Hilarious, but runs out of juice very, very quickly
Tomodachi Life does its best to cut through a lot of society's hateful garbage to produce an incredible island paradise of distraction and more often than not succeeds, but not without stumbling all over itself, revealing too many embarrassing inner thoughts. Just like that kid in gym class, it's possible to cross a line trying to prove a point. There's no progress in Tomodachi Life without you and maybe that's to the game's advantage. It puts no pressure on you to keep playing if you really hate the game, but revisiting your island paradise later won't leave you feeling guilty since you don't have to worry about picking a bunch of weeds.
Try it if you're a tween (or a tween-at-heart). Otherwise, avoid it.
An amusing novelty on a good day but a tedious non-game for the rest of the week, Nintendo's life simulator proves voyeurism is not all it's cracked up to be.
Tomodachi Life is a trip into a world where your Miis live out a never-ending series of bizarre and amusing adventures. While I'm glad that Nintendo of America decided to take a chance in bringing it our way, those adventures are unfortunately tainted somewhat due to a few gameplay decisions that really should be rectified in a future sequel.
Tomodachi Life reminds me what I love about Nintendo. Another developer might try an experience like this on iOS or Android, but it's unlikely they would leave it unsullied by in-game purchases. I also doubt that many other studios could nail the effortless humor that makes this so refreshing to play. It's not about shooting people. It's not even about jumping on heads. It's about mixing people together to see what happens, and I'm not sure anyone but Nintendo could figure out how to make something that simple so much fun.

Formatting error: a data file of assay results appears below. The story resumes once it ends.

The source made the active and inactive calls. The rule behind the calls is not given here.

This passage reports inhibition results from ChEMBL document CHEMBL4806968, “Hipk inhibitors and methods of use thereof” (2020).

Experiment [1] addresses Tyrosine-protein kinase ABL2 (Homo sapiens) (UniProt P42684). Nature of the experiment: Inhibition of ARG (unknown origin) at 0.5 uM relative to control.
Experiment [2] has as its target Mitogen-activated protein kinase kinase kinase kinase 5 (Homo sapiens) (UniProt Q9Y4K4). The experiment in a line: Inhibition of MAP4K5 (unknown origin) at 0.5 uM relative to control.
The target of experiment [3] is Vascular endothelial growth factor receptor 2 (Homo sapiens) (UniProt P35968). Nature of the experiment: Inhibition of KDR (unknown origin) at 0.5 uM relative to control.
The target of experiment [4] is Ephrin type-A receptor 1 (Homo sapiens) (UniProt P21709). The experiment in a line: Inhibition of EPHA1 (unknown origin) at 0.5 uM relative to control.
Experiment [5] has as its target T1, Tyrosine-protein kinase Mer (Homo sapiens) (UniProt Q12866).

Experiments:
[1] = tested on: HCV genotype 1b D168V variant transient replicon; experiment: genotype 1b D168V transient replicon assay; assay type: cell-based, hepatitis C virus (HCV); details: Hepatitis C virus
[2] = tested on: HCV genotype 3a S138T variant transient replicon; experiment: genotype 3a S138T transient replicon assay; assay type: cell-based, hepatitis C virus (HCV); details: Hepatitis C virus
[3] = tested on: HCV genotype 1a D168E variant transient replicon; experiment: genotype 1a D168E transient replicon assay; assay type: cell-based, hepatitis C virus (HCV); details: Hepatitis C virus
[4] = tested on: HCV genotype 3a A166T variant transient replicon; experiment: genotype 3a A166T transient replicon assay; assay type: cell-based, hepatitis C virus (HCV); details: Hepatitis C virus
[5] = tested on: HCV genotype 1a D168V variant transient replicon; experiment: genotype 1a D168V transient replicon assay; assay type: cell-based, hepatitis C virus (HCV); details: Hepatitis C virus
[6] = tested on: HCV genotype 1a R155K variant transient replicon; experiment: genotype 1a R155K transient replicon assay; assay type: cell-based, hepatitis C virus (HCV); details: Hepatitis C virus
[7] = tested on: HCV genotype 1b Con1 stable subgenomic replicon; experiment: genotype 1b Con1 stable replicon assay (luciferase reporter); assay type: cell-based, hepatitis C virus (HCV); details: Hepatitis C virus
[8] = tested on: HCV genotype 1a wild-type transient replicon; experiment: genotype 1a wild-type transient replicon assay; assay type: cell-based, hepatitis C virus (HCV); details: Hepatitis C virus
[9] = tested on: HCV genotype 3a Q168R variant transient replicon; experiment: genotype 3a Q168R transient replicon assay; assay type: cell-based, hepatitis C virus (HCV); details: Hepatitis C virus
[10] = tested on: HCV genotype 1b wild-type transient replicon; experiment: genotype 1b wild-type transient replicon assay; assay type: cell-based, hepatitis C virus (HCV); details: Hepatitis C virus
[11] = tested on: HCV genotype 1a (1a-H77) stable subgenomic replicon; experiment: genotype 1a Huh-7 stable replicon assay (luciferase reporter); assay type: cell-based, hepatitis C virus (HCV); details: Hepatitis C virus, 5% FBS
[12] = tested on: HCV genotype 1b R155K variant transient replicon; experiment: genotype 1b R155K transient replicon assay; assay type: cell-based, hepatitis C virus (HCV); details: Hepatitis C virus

Tomodachi Life is a bizarre game. It's a tiny world with its own news channel (a popular story involved Roops opening his window and a bird flying in; another was the surge of headphone purchases around the island), its own residents with predictable dreams (they all sing in the concert hall with pre-generated songs lacking depth about love and pizza), and if you're open to it, its own comment. Playing Tomodachi Life is no different than life in its purest sense, but it makes one wonder: who's playing you? Should we care?
In all, Tomodachi Life is filled with pure, unbridled joy. It puts a stupid grin on my face and keeps it there through its duration. Some might complain that it is "not a game," but they can go on hating. It does require the player to put in some love, flair, and wit, but what comes out is magic.
Laid-back pacing and general silliness won't click with everyone
The latest of Nintendo's experiments to create games with appeal beyond the usual clichés of the medium, Tomodachi Life may actually be the most humanistic creation the company has ever put together. While it could (somewhat notoriously) stand to be more inclusive, its focus on the concrete personalities and tangible interactions of tiny digital people make it one of the most addictive and fascinating life sims ever made.